On a smoggy Friday morning at echoVME, Mr. Naveen Jain showed up all set to inspire us. A man with a six sigma black belt around his waist and with over 8 years of work experience as a transition analyst with top businesses used the words recycle, statistics and numbers often. He has also trained many students on soft skills at many engineering colleges across Tamil Nadu.
While we were wondering what he is going to talk about, He handed over some sheets of paper to us which had some random numbers spread across. There were six sheets of paper each with numbers inscribed on it. He asked us to cross out numbers in sequence from 1, 2, 3….49 on the first sheet which consisted of numbers 1, 2, 3…..99 in an un-orderly fashion, giving us a time interval of 20 seconds. We were like “Dude, how’s it even possible?” but then we tried and ended up crossing only 3 or 5 numbers in sequence given the less time interval adding to that the way in which the numbers were presented to us.
He enquired us on what went wrong and why we were unable to complete the task. He added that this is going to change in a few minutes and that we will be able to see the bigger picture pretty soon. Similarly the other sheets of papers had similar tasks and a hidden agenda behind it. But in the process we were able to sort the numbers when the task and the order of numbers were clear to us.
Unveiling the bigger picture:
While we were wondering why we were given these tasks, he unveiled the concept “Lean” and how big automobile manufacturers like ford and Toyota employ it to remove waste and improve their organizational productivity. He also abbreviated “TIMWOODS” which are the 8 different types of waste every organization should remove to improve their productivity, namely,
- Over production.
- Over processing.
- Defects and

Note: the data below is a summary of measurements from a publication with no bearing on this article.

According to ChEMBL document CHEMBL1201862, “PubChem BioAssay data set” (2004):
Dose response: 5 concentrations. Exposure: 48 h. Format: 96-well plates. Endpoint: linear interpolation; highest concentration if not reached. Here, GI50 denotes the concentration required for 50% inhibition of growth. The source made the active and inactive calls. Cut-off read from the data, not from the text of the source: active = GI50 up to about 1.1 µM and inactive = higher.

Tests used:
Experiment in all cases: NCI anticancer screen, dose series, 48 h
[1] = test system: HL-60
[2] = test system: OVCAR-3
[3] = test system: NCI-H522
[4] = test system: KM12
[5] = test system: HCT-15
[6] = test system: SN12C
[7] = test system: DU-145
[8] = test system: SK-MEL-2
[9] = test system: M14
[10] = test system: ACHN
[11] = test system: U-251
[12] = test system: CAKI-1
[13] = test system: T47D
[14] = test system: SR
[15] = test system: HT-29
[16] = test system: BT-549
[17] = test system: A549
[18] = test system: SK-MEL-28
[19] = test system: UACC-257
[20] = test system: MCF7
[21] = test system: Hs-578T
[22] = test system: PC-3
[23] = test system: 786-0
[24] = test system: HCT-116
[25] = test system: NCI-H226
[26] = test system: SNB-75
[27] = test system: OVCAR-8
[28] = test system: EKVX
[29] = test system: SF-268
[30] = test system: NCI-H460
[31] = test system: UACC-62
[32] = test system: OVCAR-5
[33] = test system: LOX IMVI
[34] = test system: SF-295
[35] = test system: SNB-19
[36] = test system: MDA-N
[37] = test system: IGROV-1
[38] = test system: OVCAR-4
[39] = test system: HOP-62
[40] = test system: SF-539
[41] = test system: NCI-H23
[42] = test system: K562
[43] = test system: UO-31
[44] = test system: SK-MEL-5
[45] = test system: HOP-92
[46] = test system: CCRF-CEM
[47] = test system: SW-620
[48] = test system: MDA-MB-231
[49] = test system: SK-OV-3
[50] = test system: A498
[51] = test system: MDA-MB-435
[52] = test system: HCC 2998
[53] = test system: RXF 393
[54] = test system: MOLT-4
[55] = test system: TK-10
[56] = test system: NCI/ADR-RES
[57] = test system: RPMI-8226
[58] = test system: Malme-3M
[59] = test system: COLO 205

This made us realise how often we waste time in searching for things we misplace at work, be it a work file, a stapler, or a particular file in our computer. If we had removed the unnecessary items and kept things where they can be accessed easily it would have made our job pretty easy and stress-free.
The 5S Matrix
Just as we started realising how much time we had been wasting, he introduced yet another topic alien to us – “The 5S Matrix”. It was pretty obvious to us that it was 5 words each starting with the letter ‘S’. It seemed to be a Japanese based workplace organization method containing of 5 words, namely,
- Sort – Remove un-necessary items from the workplace.
- Set in order – Arrange items that are much needed so that they are easy of access.
- Shine and sweep – Keeping the workplace clean and neat as part of the daily work.
- Standardize – Define how tasks should be done and explain the best way to perform them.
- Sustain – Define how to maintain and review standards to ensure others don’t gradually fall to the old ways of operating.
These 5 principles if properly followed will guarantee to improve the workplace productivity of any organization.
He ended the session by stressing that “5S is not a one-time exercise, it must be followed on a continuous basis to sustain and reap benefits out of it”